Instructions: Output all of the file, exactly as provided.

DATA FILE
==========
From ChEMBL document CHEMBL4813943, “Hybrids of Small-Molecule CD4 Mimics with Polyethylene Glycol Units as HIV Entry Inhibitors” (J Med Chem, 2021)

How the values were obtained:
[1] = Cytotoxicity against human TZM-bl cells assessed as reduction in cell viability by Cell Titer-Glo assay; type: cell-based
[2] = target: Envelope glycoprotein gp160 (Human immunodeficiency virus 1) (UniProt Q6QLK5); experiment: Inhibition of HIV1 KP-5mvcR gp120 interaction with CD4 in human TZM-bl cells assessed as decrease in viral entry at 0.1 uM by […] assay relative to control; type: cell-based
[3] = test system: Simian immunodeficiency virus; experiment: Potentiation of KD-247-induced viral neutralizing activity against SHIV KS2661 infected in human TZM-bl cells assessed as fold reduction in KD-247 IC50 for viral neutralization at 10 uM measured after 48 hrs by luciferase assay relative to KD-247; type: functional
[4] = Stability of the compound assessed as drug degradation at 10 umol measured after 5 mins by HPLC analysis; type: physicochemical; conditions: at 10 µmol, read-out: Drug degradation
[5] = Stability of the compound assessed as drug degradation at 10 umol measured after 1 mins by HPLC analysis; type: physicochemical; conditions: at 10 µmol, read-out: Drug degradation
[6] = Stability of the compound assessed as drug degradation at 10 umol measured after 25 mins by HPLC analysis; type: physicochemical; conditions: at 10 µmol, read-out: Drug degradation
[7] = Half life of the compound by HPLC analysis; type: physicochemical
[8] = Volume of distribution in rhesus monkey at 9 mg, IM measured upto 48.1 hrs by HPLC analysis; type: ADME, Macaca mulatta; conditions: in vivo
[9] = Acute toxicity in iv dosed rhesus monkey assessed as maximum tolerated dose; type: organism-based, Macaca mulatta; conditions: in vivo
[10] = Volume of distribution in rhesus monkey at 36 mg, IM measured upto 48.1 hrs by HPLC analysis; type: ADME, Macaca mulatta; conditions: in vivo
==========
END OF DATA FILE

From ChEMBL document CHEMBL4813943, “Hybrids of Small-Molecule CD4 Mimics with Polyethylene Glycol Units as HIV Entry Inhibitors” (J Med Chem, 2021)

How the values were obtained:
[1] = Cytotoxicity against human TZM-bl cells assessed as reduction in cell viability by Cell Titer-Glo assay; type: cell-based
[2] = target: Envelope glycoprotein gp160 (Human immunodeficiency virus 1) (UniProt Q6QLK5); experiment: Inhibition of HIV1 KP-5mvcR gp120 interaction with CD4 in human TZM-bl cells assessed as decrease in viral entry at 0.1 uM by […] assay relative to control; type: cell-based
[3] = test system: Simian immunodeficiency virus; experiment: Potentiation of KD-247-induced viral neutralizing activity against SHIV KS2661 infected in human TZM-bl cells assessed as fold reduction in KD-247 IC50 for viral neutralization at 10 uM measured after 48 hrs by luciferase assay relative to KD-247; type: functional
[4] = Stability of the compound assessed as drug degradation at 10 umol measured after 5 mins by HPLC analysis; type: physicochemical; conditions: at 10 µmol, read-out: Drug degradation
[5] = Stability of the compound assessed as drug degradation at 10 umol measured after 1 mins by HPLC analysis; type: physicochemical; conditions: at 10 µmol, read-out: Drug degradation
[6] = Stability of the compound assessed as drug degradation at 10 umol measured after 25 mins by HPLC analysis; type: physicochemical; conditions: at 10 µmol, read-out: Drug degradation
[7] = Half life of the compound by HPLC analysis; type: physicochemical
[8] = Volume of distribution in rhesus monkey at 9 mg, IM measured upto 48.1 hrs by HPLC analysis; type: ADME, Macaca mulatta; conditions: in vivo
[9] = Acute toxicity in iv dosed rhesus monkey assessed as maximum tolerated dose; type: organism-based, Macaca mulatta; conditions: in vivo
[10] = Volume of distribution in rhesus monkey at 36 mg, IM measured upto 48.1 hrs by HPLC analysis; type: ADME, Macaca mulatta; conditions: in vivo